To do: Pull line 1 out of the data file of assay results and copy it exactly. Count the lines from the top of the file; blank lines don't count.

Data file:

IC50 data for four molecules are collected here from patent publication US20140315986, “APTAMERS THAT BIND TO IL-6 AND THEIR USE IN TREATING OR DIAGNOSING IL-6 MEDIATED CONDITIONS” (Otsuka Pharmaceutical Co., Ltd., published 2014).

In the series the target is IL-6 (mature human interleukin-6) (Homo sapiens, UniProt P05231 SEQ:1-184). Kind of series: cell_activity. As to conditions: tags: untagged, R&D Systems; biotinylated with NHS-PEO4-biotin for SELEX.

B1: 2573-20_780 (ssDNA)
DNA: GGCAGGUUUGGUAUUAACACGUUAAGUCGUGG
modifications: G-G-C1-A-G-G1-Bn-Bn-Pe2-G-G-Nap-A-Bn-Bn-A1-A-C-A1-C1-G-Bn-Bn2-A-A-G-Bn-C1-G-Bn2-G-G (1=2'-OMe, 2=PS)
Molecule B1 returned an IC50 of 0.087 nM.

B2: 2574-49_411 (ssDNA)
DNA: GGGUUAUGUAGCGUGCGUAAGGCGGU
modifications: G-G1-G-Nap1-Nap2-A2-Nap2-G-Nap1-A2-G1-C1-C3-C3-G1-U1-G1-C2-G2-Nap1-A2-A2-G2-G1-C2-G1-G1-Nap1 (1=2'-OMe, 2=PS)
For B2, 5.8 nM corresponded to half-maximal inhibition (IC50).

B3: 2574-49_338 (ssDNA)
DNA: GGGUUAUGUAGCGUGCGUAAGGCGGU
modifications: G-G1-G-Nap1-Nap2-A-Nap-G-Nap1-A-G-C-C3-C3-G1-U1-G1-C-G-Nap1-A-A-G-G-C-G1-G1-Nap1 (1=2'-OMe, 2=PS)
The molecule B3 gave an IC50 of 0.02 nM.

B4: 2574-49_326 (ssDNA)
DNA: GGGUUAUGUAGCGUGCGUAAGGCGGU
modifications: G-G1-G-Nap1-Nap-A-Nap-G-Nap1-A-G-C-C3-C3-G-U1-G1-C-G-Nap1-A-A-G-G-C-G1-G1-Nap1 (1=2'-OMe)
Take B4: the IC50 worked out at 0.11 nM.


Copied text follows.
IC50 data for four molecules are collected here from patent publication US20140315986, “APTAMERS THAT BIND TO IL-6 AND THEIR USE IN TREATING OR DIAGNOSING IL-6 MEDIATED CONDITIONS” (Otsuka Pharmaceutical Co., Ltd., published 2014).